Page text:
Genetic study could help save helmeted honeyeaters •

Monash University researchers are on the verge of saving the critically endangered Helmeted Honeyeater, an iconic bird that serves as the emblem of the Australian state of Victoria.

The scientists sequenced the honeyeater’s chromosomes, which is a more detailed approach than just genetic sequencing. A high-density genetic map was created, detailing over 50,000 marker positions.

The results of the genetic analysis will allow researchers to examine the impact of breeding helmeted honeyeaters with another subspecies, and will also help experts monitor their overall health.

Helmeted honeyeaters are beautiful yellow and black birds native to Australia. Unfortunately, honeyeater populations have declined significantly since the arrival of white settlers in Australia.

In the 1980s, about 50 individuals survived the decimation. All birds were found in Yellingbo Nature Conservation Reserve, due to habitat restoration and captive breeding their population has increased to 250 birds.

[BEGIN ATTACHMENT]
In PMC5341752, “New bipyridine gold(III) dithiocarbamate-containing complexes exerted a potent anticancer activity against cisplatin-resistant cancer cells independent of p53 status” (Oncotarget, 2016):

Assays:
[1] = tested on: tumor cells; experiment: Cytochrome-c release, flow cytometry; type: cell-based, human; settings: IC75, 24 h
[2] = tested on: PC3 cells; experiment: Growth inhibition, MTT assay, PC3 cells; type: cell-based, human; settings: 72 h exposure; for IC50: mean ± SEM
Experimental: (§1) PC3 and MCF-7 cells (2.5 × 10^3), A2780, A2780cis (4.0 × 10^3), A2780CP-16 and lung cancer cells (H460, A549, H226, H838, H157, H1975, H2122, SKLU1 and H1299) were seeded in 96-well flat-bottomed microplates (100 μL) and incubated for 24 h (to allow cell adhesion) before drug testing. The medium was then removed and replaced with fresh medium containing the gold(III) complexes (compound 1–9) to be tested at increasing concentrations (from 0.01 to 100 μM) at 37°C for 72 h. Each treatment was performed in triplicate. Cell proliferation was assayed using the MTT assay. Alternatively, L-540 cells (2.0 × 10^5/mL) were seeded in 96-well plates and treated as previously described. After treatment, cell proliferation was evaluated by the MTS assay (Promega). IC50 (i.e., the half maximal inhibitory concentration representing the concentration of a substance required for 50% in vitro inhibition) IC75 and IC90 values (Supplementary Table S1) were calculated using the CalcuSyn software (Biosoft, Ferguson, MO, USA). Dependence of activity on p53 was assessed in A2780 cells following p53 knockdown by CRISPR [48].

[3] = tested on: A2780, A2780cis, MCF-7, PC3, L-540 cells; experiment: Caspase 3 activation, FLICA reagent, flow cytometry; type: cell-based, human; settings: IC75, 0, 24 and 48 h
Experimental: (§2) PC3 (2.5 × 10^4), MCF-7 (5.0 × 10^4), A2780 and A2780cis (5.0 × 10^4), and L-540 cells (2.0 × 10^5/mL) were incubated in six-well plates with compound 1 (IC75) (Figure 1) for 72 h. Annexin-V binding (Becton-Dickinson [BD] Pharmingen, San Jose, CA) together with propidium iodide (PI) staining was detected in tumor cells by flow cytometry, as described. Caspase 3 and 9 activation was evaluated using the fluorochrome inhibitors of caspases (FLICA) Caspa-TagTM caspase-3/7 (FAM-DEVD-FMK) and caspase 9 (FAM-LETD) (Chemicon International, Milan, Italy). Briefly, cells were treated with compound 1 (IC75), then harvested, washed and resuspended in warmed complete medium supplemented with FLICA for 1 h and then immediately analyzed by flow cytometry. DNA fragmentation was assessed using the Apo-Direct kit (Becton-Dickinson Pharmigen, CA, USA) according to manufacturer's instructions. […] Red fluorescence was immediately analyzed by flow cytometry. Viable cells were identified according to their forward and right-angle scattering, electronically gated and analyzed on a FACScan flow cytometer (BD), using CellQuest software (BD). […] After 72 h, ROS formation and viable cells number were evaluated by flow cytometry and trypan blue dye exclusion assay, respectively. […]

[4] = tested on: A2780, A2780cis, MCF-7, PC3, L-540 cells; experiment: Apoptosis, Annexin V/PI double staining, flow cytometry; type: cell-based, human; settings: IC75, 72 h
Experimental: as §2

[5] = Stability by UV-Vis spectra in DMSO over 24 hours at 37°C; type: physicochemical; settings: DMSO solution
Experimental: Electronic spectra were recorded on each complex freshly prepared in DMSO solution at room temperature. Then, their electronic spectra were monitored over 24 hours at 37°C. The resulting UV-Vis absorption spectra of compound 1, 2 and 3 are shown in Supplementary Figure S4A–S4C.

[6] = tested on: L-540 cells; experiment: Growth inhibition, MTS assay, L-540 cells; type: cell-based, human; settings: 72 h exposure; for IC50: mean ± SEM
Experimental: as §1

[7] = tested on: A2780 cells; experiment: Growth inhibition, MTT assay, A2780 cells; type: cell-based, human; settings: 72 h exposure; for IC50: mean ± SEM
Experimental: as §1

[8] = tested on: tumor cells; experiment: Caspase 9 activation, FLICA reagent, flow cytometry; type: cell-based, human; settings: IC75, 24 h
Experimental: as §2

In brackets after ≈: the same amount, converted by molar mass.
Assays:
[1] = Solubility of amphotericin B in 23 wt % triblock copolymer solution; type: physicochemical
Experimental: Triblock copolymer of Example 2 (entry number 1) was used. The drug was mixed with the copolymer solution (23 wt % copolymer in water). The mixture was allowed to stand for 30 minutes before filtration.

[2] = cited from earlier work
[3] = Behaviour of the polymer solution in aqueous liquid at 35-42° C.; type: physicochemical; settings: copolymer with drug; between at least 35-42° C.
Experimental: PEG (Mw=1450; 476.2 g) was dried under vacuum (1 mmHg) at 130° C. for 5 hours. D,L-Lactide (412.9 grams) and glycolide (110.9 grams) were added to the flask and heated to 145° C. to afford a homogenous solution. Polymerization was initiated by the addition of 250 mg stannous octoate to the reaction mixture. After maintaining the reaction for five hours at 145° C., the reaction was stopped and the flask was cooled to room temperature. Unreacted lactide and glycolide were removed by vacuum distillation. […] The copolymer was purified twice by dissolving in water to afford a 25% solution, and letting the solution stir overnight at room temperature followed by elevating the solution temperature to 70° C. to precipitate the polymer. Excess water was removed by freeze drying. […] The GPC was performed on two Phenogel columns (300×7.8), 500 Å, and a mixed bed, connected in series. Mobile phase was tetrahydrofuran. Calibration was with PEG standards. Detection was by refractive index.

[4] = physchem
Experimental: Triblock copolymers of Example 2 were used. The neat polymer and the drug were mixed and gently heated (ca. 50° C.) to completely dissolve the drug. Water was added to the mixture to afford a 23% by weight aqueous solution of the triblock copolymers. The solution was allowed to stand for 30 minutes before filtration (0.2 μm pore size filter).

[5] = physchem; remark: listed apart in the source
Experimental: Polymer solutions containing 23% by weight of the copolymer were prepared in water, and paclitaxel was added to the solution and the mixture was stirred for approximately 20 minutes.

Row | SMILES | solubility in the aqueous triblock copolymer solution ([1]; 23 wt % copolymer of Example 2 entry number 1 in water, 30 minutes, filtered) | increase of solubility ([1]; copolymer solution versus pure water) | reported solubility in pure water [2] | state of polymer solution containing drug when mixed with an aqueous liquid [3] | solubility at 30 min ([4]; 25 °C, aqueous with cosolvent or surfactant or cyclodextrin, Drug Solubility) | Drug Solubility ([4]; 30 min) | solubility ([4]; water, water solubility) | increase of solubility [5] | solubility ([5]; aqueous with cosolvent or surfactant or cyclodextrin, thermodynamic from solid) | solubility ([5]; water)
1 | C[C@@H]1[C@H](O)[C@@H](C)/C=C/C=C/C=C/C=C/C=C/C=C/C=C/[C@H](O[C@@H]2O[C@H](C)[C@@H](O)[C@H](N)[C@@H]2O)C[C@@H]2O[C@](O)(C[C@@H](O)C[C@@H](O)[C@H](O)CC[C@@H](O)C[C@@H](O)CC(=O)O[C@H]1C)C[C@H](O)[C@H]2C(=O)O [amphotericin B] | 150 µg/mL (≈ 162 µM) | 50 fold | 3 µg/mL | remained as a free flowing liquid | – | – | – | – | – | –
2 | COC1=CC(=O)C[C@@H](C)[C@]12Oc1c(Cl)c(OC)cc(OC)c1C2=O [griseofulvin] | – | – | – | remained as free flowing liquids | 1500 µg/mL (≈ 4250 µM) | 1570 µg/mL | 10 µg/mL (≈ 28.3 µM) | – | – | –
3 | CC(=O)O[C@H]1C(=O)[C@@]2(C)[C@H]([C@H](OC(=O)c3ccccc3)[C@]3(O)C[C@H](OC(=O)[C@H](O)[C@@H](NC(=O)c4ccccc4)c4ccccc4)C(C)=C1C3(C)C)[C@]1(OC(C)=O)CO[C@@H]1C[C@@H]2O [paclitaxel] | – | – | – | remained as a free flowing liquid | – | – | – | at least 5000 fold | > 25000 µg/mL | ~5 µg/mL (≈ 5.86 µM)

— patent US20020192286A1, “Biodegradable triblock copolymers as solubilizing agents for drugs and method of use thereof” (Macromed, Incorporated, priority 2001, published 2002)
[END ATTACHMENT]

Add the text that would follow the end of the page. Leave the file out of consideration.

It’s not all a conservation story for helmeted honeyeaters. Because the bird population has dropped so low, most of the remaining birds are close relatives, and inbreeding and breeding problems are common.

To combat inbreeding, conservationists have bred birds with closely related subspecies to improve genetic diversity.

“Because the helmeted honeyeater is the last of its species, the genetic augmentation must come from a different subspecies. However, this type of genetic mixing is not common: conservation managers generally avoid interbreeding subspecies for fear of losing local adaptation and specificity,” explained Dr Alexandra Pavlova.

Now, with the high-quality genetic material available, conservationists can examine the consequences of every captive breeding operation. This information can be used as a guide for conservation efforts and hopefully successfully restore the population.

“The genome sequence and genetic map will be used to strike the right balance between rescuing the helmeted honeyeater from extinction through inbreeding, while retaining the unique characteristics that make it a helmeted honeyeater,” said lead author of the study, Diana Robledo-Ruiz.

The study is published in the journal GigaScience.

Image credit: Nick Bradsworth

By Zach Fitzner, Personal editor

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